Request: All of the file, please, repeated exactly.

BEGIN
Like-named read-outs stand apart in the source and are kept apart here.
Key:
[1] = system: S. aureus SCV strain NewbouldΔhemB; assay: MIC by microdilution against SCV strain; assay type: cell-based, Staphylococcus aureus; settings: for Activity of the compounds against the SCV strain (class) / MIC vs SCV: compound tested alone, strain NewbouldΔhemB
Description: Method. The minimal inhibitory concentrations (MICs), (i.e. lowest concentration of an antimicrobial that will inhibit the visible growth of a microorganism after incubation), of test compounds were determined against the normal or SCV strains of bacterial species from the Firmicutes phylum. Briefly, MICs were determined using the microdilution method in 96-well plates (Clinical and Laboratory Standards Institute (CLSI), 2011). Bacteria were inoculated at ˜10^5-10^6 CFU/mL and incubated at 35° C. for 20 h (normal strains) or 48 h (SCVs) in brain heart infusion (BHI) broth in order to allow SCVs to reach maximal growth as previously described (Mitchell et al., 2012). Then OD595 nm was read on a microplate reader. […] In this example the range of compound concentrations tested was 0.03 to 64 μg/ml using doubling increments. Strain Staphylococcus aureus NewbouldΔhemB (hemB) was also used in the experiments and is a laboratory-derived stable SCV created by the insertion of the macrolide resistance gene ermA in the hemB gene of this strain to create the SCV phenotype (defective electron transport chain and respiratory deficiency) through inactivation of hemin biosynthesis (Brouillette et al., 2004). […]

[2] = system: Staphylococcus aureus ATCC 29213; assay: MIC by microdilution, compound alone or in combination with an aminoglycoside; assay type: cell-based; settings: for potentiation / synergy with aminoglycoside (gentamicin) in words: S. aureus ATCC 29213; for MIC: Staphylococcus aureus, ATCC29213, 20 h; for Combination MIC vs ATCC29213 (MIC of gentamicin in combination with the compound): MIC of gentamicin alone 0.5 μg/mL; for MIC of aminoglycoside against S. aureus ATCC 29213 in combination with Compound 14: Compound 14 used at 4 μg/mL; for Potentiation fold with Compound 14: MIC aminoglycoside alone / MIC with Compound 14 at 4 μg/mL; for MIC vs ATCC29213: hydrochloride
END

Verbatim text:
Like-named read-outs stand apart in the source and are kept apart here.
Key:
[1] = system: S. aureus SCV strain NewbouldΔhemB; assay: MIC by microdilution against SCV strain; assay type: cell-based, Staphylococcus aureus; settings: for Activity of the compounds against the SCV strain (class) / MIC vs SCV: compound tested alone, strain NewbouldΔhemB
Description: Method. The minimal inhibitory concentrations (MICs), (i.e. lowest concentration of an antimicrobial that will inhibit the visible growth of a microorganism after incubation), of test compounds were determined against the normal or SCV strains of bacterial species from the Firmicutes phylum. Briefly, MICs were determined using the microdilution method in 96-well plates (Clinical and Laboratory Standards Institute (CLSI), 2011). Bacteria were inoculated at ˜10^5-10^6 CFU/mL and incubated at 35° C. for 20 h (normal strains) or 48 h (SCVs) in brain heart infusion (BHI) broth in order to allow SCVs to reach maximal growth as previously described (Mitchell et al., 2012). Then OD595 nm was read on a microplate reader. […] In this example the range of compound concentrations tested was 0.03 to 64 μg/ml using doubling increments. Strain Staphylococcus aureus NewbouldΔhemB (hemB) was also used in the experiments and is a laboratory-derived stable SCV created by the insertion of the macrolide resistance gene ermA in the hemB gene of this strain to create the SCV phenotype (defective electron transport chain and respiratory deficiency) through inactivation of hemin biosynthesis (Brouillette et al., 2004). […]

[2] = system: Staphylococcus aureus ATCC 29213; assay: MIC by microdilution, compound alone or in combination with an aminoglycoside; assay type: cell-based; settings: for potentiation / synergy with aminoglycoside (gentamicin) in words: S. aureus ATCC 29213; for MIC: Staphylococcus aureus, ATCC29213, 20 h; for Combination MIC vs ATCC29213 (MIC of gentamicin in combination with the compound): MIC of gentamicin alone 0.5 μg/mL; for MIC of aminoglycoside against S. aureus ATCC 29213 in combination with Compound 14: Compound 14 used at 4 μg/mL; for Potentiation fold with Compound 14: MIC aminoglycoside alone / MIC with Compound 14 at 4 μg/mL; for MIC vs ATCC29213: hydrochloride